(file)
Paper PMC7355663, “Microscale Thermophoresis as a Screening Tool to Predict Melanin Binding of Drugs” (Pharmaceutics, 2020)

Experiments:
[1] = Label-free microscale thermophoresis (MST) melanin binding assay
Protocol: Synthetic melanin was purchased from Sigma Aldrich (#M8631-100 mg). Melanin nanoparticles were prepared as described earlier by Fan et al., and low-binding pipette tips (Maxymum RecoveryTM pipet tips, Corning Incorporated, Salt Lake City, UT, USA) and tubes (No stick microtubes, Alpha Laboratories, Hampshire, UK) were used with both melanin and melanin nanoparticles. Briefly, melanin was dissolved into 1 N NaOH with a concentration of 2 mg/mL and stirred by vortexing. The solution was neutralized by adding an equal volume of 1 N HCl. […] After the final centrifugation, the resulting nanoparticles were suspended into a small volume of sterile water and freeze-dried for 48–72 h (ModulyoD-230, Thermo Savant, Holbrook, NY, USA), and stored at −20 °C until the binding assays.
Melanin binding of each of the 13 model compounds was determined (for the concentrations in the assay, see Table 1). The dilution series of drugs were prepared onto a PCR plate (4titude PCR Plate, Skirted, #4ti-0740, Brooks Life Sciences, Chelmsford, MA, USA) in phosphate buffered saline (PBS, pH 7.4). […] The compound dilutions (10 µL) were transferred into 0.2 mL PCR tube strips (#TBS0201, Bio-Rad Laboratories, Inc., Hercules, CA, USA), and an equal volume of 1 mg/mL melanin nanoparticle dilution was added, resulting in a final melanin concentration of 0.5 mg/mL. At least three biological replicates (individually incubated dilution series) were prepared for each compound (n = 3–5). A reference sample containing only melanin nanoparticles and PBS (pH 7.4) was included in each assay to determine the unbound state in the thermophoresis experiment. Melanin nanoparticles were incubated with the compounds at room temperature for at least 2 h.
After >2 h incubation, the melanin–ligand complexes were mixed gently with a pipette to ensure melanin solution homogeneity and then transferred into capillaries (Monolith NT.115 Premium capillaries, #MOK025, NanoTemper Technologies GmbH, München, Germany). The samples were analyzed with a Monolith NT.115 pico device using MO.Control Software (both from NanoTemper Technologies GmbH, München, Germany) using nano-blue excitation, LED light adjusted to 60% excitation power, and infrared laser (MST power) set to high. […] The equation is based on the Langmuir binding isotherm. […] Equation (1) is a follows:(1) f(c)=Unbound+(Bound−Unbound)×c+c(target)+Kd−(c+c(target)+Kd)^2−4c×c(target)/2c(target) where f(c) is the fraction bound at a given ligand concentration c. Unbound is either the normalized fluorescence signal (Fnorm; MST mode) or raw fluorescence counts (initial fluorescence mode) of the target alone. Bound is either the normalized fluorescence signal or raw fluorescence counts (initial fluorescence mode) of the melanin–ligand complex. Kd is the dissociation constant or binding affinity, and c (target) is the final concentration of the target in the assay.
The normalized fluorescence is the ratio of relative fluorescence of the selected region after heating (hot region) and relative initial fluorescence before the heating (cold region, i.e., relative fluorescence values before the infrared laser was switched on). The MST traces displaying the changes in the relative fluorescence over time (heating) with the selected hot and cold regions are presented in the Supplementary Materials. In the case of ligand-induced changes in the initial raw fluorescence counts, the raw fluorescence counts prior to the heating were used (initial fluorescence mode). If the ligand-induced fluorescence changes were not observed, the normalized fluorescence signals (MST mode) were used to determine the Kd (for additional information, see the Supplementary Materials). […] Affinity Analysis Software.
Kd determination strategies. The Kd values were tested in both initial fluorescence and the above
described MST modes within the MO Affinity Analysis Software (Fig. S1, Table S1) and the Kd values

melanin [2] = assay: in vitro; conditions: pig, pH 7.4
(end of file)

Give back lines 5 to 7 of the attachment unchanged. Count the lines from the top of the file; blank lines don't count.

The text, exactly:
Melanin binding of each of the 13 model compounds was determined (for the concentrations in the assay, see Table 1). The dilution series of drugs were prepared onto a PCR plate (4titude PCR Plate, Skirted, #4ti-0740, Brooks Life Sciences, Chelmsford, MA, USA) in phosphate buffered saline (PBS, pH 7.4). […] The compound dilutions (10 µL) were transferred into 0.2 mL PCR tube strips (#TBS0201, Bio-Rad Laboratories, Inc., Hercules, CA, USA), and an equal volume of 1 mg/mL melanin nanoparticle dilution was added, resulting in a final melanin concentration of 0.5 mg/mL. At least three biological replicates (individually incubated dilution series) were prepared for each compound (n = 3–5). A reference sample containing only melanin nanoparticles and PBS (pH 7.4) was included in each assay to determine the unbound state in the thermophoresis experiment. Melanin nanoparticles were incubated with the compounds at room temperature for at least 2 h.
After >2 h incubation, the melanin–ligand complexes were mixed gently with a pipette to ensure melanin solution homogeneity and then transferred into capillaries (Monolith NT.115 Premium capillaries, #MOK025, NanoTemper Technologies GmbH, München, Germany). The samples were analyzed with a Monolith NT.115 pico device using MO.Control Software (both from NanoTemper Technologies GmbH, München, Germany) using nano-blue excitation, LED light adjusted to 60% excitation power, and infrared laser (MST power) set to high. […] The equation is based on the Langmuir binding isotherm. […] Equation (1) is a follows:(1) f(c)=Unbound+(Bound−Unbound)×c+c(target)+Kd−(c+c(target)+Kd)^2−4c×c(target)/2c(target) where f(c) is the fraction bound at a given ligand concentration c. Unbound is either the normalized fluorescence signal (Fnorm; MST mode) or raw fluorescence counts (initial fluorescence mode) of the target alone. Bound is either the normalized fluorescence signal or raw fluorescence counts (initial fluorescence mode) of the melanin–ligand complex. Kd is the dissociation constant or binding affinity, and c (target) is the final concentration of the target in the assay.
The normalized fluorescence is the ratio of relative fluorescence of the selected region after heating (hot region) and relative initial fluorescence before the heating (cold region, i.e., relative fluorescence values before the infrared laser was switched on). The MST traces displaying the changes in the relative fluorescence over time (heating) with the selected hot and cold regions are presented in the Supplementary Materials. In the case of ligand-induced changes in the initial raw fluorescence counts, the raw fluorescence counts prior to the heating were used (initial fluorescence mode). If the ligand-induced fluorescence changes were not observed, the normalized fluorescence signals (MST mode) were used to determine the Kd (for additional information, see the Supplementary Materials). […] Affinity Analysis Software.